About Dr. DeNardis
Dr. Laura DeNardis is a globally recognized Internet governance scholar and a Professor in the School of Communication at American University in Washington, DC. She also serves as Faculty Director of the Internet Governance Lab at American University. Her books include The Global War for Internet Governance (Yale University Press 2014); Opening Standards: The Global Politics of Interoperability (MIT Press 2011); Protocol Politics: The Globalization of Internet Governance (MIT Press 2009); Information Technology in Theory (Thompson 2007 with Pelin Aksoy), and a new co-edited book The Turn to Infrastructure in Internet Governance (Palgrave 2016). With a background in information engineering and a doctorate in Science and Technology Studies (STS), her research studies the social and political implications of Internet technical architecture and governance.
She is an affiliated fellow of the Yale Law School Information Society Project and served as its Executive Director from 2008-2011. She is an adjunct Senior Research Scholar in the faculty of international and public affairs at Columbia University and a frequent keynote speaker at the world’s most prestigious universities and institutions. She has previously taught at New York University and Yale Law School.
About Professor Zittrain
Jonathan Zittrain is the George Bemis Professor of International Law at Harvard Law School and the Harvard Kennedy School of Government, Professor of Computer Science at the Harvard School of Engineering and Applied Sciences, Vice Dean for Library and Information Resources at the Harvard Law School Library, and co-founder of the Berkman Klein Center for Internet & Society. His research interests include battles for control of digital property and content, cryptography, electronic privacy, the roles of intermediaries within Internet architecture, human computing, and the useful and unobtrusive deployment of technology in education.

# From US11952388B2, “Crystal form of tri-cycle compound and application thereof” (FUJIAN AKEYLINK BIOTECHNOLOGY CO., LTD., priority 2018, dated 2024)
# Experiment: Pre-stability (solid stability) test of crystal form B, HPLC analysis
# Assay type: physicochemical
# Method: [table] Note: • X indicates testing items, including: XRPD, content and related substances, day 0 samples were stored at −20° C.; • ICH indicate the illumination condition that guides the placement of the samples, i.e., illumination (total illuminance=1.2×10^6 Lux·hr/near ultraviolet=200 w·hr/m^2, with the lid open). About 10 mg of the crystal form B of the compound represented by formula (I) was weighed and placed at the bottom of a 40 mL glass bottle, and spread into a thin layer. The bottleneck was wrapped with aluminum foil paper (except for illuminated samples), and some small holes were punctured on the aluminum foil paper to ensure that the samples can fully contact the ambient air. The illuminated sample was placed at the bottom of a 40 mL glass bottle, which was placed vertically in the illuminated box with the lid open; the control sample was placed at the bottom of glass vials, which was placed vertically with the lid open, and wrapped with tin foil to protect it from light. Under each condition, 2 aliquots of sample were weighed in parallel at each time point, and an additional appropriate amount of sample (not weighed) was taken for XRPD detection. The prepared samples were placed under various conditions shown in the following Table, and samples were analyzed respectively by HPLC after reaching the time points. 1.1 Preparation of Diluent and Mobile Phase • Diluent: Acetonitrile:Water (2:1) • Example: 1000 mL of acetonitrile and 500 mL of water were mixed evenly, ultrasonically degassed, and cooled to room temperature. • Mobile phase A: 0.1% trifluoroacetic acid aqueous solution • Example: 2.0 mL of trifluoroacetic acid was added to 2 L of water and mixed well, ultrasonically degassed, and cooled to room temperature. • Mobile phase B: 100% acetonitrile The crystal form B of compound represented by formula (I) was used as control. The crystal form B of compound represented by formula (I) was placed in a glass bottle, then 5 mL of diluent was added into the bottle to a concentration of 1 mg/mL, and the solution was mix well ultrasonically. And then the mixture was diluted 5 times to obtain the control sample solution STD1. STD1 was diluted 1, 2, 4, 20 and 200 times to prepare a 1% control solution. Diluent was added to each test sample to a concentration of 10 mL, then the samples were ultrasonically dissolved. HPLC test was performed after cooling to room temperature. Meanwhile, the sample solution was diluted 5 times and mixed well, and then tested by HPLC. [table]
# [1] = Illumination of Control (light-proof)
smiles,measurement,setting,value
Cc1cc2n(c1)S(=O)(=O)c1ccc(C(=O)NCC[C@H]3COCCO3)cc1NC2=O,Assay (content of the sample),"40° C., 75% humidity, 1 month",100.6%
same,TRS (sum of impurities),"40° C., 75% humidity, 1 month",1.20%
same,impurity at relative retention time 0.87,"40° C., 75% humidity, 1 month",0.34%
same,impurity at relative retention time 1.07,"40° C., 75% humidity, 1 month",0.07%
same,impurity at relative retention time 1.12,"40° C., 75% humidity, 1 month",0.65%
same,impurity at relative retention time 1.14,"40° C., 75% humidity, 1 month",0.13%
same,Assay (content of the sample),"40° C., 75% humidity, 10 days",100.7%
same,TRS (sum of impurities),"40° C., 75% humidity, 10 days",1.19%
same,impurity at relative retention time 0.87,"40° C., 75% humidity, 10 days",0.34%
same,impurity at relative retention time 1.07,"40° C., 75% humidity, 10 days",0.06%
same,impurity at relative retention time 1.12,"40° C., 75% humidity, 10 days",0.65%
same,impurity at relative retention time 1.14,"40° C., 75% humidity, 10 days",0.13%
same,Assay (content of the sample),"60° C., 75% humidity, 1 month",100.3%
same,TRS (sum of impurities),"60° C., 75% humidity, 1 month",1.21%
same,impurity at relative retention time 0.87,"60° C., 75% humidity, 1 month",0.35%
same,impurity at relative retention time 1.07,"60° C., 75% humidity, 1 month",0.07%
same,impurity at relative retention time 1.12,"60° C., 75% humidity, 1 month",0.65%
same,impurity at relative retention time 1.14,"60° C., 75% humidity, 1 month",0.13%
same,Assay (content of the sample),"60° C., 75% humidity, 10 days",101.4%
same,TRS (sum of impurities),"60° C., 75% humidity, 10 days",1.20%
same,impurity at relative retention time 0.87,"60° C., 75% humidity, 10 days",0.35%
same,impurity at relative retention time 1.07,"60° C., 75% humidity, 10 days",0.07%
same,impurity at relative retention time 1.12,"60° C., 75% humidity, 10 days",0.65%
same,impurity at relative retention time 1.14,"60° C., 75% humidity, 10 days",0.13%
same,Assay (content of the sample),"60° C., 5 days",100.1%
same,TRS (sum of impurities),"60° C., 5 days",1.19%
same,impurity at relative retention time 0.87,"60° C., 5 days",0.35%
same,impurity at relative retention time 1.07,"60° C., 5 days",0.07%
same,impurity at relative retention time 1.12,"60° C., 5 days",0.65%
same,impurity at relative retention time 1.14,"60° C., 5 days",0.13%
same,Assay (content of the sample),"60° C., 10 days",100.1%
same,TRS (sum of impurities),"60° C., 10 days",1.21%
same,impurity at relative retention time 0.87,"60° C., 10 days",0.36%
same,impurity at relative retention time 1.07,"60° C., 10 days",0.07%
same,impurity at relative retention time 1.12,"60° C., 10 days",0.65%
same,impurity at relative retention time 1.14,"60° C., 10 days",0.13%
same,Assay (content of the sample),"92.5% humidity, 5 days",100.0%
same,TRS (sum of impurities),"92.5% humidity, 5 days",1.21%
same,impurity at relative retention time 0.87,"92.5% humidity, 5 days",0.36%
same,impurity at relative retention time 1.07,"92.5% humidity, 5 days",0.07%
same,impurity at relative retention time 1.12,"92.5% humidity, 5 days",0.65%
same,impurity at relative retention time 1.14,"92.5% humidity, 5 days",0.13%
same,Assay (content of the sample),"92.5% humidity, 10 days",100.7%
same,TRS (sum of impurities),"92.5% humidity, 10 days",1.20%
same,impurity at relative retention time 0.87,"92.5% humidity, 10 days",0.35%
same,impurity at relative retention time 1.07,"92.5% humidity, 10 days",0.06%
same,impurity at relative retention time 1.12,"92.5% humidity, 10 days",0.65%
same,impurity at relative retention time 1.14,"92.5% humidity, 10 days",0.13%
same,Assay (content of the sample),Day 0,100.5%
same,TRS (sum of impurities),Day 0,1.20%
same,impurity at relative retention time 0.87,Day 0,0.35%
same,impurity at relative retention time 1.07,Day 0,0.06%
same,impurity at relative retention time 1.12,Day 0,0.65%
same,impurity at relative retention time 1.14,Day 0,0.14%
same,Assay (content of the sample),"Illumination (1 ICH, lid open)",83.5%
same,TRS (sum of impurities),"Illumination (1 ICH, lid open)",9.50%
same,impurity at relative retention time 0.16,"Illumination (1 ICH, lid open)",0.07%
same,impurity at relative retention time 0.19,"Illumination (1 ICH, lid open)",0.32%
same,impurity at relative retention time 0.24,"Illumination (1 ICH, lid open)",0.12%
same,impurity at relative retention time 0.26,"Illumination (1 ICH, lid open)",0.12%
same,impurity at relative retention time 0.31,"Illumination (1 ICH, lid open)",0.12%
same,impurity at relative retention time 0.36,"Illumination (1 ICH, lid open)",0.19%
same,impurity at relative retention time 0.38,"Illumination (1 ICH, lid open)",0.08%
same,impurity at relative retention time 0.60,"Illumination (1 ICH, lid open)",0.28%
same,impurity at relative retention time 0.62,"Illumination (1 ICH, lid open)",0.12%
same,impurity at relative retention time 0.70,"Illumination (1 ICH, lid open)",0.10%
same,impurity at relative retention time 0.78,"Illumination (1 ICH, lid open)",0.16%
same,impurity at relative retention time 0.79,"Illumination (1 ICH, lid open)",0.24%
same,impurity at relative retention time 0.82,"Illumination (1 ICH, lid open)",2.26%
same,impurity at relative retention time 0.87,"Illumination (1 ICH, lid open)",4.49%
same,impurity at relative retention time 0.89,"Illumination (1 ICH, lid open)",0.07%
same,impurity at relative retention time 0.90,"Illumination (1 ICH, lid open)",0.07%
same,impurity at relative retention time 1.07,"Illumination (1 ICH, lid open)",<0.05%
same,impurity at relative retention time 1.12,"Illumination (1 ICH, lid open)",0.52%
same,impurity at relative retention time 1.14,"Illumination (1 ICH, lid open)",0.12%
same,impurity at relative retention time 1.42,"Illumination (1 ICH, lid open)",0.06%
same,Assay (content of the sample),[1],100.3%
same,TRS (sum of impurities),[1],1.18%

He performed the first large-scale tests of Internet filtering in China and Saudi Arabia, and as part of the OpenNet Initiative co-edited a series of studies of Internet filtering by national governments: Access Denied: The Practice and Policy of Global Internet Filtering; Access Controlled: The Shaping of Power, Rights, and Rule in Cyberspace; and Access Contested: Security, Identity, and Resistance in Asian Cyberspace.
He is a member of the Board of Directors of the Electronic Frontier Foundation and the Board of Advisors for Scientific American. He has served as a Trustee of the Internet Society and as a Forum Fellow of the World Economic Forum, which named him a Young Global Leader. He was a Distinguished Scholar-in-Residence at the Federal Communications Commission, and previously chaired the FCC’s Open Internet Advisory Committee. His book The Future of the Internet — And How to Stop Itpredicted the end of general purpose client computing and the corresponding rise of new gatekeepers. That and other works may be found at <http://www.jz.org>.